BLACKSBURG — When the ACC released its 2013 football schedule in February, many Virginia Tech fans complained that the Hokies would play little-regarded Maryland rather than impeccably pedigreed Florida State.
Turns out Tech couldn't even beat the Terps. At home. As a two-touchdown favorite on senior day. With Maryland's secondary and receiving corps depleted by injuries.
"There's enough blame to go around," Hokies receiver Willie Byrn said after Saturday's 27-24 overtime defeat, "offense, defense, special teams."
Suspect time management from coach Frank Beamer also contributed to Tech's third setback in its last four games, one that could cost the Hokies the ACC's Coastal Division and a chance to play Florida State in the conference championship game.
But at this point, do any Hokies faithful want a piece of the undefeated Seminoles?
A week ago, the answer might have been yes. On a wet field in an opposing stadium, Tech lit up Miami for 549 yards and six touchdowns in a 42-24 victory.
Saturday, the Hokies (7-4, 4-3 ACC) reverted to form with 264 yards. Of their 16 drives in regulation, two netted more than 35 yards. Tech did not commit a turnover, but Maryland's six sacks of Logan Thomas, three by end Andre Monroe, did similar damage.
The Terps "were pretty much right on to everything we were about to do," Thomas said.
"It's frustrating any time you lose," Byrn said, "but especially after we felt like we grew leaps and bounds last week."
Compounding the offense's issues: Tech allowed a 63-yard punt return by William Likely, a tying touchdown Beamer blamed on the line-drive kicked by A.J. Hughes; the defense yielded 184 yards rushing, 122 to quarterback C.J. Brown, who ran for two scores, including the game-winner from 3 yards out.
On "pass plays, he didn't even really look to pass the ball," Tech linebacker Jack Tyler said. "He just kind of found a lane and (ran) half the time."
But after Brown's 16-yard touchdown pass to Nigel King early in the third quarter gave Maryland (6-4, 2-4) a 21-7 lead, the Hokies' rediscovered their defensive form. Tech forced five consecutive punts, and during that stretch Thomas threw scoring passes to D.J. Coles and Byrn to tie the game at 21.
Here's where Beamer missed a chance to help the offense.
With the fourth-quarter clock just inside of two minutes, Maryland had a first down at Tech's 49. But rather than use any of his three timeouts, Beamer let the clock run, leaving the offense just 18 seconds after the Terps' punt.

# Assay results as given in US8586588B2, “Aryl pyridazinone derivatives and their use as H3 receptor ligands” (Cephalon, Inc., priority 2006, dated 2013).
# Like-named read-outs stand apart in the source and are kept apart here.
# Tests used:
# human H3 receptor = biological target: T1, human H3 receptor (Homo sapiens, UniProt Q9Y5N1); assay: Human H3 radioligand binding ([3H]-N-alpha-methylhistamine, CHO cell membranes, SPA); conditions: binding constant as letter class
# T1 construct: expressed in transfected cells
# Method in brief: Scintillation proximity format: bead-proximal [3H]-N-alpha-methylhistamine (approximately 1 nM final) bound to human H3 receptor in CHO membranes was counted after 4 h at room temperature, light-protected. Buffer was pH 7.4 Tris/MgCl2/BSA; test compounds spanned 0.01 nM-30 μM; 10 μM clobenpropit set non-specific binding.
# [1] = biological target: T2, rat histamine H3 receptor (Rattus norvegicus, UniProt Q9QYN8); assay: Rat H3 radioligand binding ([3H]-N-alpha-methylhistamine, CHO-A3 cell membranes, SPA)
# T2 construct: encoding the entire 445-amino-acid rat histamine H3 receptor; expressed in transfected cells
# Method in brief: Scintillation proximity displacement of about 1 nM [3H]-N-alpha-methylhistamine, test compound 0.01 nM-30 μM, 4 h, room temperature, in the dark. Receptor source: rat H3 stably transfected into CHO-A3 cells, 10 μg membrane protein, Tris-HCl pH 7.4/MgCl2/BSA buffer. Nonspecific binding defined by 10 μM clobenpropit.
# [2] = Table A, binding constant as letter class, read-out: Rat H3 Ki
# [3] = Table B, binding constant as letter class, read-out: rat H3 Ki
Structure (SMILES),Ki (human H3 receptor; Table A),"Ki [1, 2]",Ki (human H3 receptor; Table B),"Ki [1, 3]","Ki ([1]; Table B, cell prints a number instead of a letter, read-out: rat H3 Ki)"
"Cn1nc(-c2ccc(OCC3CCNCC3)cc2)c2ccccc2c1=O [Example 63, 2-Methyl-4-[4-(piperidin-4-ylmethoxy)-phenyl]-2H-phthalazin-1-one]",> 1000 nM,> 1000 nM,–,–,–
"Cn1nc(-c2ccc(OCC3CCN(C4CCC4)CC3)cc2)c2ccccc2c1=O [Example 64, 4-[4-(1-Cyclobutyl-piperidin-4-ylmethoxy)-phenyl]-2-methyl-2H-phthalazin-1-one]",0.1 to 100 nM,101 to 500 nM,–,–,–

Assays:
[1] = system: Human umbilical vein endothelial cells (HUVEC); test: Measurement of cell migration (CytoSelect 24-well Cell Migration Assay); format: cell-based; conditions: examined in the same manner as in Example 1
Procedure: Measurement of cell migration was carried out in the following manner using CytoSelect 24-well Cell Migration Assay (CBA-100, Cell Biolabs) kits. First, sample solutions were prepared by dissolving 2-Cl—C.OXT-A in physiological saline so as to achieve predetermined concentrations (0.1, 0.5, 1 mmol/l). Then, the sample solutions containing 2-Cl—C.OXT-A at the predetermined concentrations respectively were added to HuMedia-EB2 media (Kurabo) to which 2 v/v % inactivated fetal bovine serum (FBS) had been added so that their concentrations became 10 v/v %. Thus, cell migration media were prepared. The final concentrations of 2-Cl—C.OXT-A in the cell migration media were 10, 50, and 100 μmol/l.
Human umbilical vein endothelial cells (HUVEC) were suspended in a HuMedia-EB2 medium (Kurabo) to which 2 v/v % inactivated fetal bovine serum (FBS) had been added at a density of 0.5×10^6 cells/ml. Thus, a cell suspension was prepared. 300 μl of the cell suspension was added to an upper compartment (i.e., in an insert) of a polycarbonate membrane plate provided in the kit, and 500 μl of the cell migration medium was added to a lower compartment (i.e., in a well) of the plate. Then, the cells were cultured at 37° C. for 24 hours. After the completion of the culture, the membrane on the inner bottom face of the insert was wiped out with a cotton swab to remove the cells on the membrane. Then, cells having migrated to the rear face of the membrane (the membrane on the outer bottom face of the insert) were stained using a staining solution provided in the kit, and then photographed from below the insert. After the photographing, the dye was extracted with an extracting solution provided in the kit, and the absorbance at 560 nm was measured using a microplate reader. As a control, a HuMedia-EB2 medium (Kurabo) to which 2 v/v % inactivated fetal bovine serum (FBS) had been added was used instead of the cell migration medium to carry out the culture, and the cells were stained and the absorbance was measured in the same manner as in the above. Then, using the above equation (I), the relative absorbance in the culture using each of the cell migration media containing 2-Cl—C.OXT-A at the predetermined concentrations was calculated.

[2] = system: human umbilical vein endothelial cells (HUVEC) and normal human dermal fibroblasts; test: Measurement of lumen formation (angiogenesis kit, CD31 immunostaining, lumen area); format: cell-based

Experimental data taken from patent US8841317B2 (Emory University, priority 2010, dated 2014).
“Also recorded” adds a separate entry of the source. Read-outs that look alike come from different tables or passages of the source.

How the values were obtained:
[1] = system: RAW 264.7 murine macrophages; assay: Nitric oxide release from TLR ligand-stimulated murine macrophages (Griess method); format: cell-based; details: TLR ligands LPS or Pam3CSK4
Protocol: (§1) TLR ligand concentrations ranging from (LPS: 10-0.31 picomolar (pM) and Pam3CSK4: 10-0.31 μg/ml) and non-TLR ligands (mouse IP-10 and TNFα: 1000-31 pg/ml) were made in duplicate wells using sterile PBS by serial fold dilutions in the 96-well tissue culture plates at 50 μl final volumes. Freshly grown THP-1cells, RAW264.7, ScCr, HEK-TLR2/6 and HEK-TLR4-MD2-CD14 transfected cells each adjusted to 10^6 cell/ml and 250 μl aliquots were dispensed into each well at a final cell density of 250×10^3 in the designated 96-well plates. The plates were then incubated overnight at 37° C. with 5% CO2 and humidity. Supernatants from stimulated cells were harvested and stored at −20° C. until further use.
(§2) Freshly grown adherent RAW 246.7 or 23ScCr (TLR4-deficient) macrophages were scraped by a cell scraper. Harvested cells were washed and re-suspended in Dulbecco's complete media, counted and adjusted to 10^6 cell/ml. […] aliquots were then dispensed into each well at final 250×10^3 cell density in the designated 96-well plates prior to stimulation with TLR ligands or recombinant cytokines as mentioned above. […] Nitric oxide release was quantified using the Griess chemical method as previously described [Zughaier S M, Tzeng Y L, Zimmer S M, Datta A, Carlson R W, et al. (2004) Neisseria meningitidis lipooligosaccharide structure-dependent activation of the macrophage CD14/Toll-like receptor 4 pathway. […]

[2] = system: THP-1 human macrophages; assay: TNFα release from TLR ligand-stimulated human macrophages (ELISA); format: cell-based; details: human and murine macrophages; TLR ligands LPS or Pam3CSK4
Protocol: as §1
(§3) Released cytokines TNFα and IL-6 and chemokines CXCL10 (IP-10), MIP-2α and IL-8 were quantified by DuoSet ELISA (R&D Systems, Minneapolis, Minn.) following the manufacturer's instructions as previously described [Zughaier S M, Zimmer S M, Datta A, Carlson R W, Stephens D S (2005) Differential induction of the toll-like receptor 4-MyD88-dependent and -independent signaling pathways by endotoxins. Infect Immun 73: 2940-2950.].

Why not show some faith that the defense will make a stop? Why not give your offense a minute-plus and a chance to avoid overtime?
"If I could predict how the thing's going to turn out," Beamer said. "Am I giving them more time to make plays? That's a tough situation right there. You'd like to call a timeout. But they may use that to help their cause, too."
Beamer's decision was hardly the reason the Hokies lost, but it was among their many missed opportunities.
The one that most disturbed Beamer: Poised to double a 7-0 lead, Tech had a second-and-1 from Maryland's 15. But center David Wang did not snap the ball on the called count, causing a false start penalty.
The Hokies did not make a first down, and freshman Eric Kristensen's first career field-goal attempt — starter Cody Journell was dismissed from the program Wednesday — grazed off the left upright from 34 yards.
"We had some early opportunities," Beamer said, "and the longer they hung around, the better they got. … I thought we would come out a sharper football team than we did today."
That shortcoming falls on the coaches.
The defeat was Tech's first on senior day since 2003 and one that gets to marinate for two weeks before the regular-season finale at Virginia. The Hokies still could back-door into the ACC title game through a three-, four- or five-way tie, but that's a secondary calculation for a team that lost to Duke and Maryland in its final two home games.
Paramount is winning and showing that last week in south Florida wasn't a complete fluke.
"Against Miami, everything's clicking and everything's perfect," Byrn said. "Everyone was playing so well. I guess today's just another lesson, that if one or two things don't go our way, we've to learn how to overcome."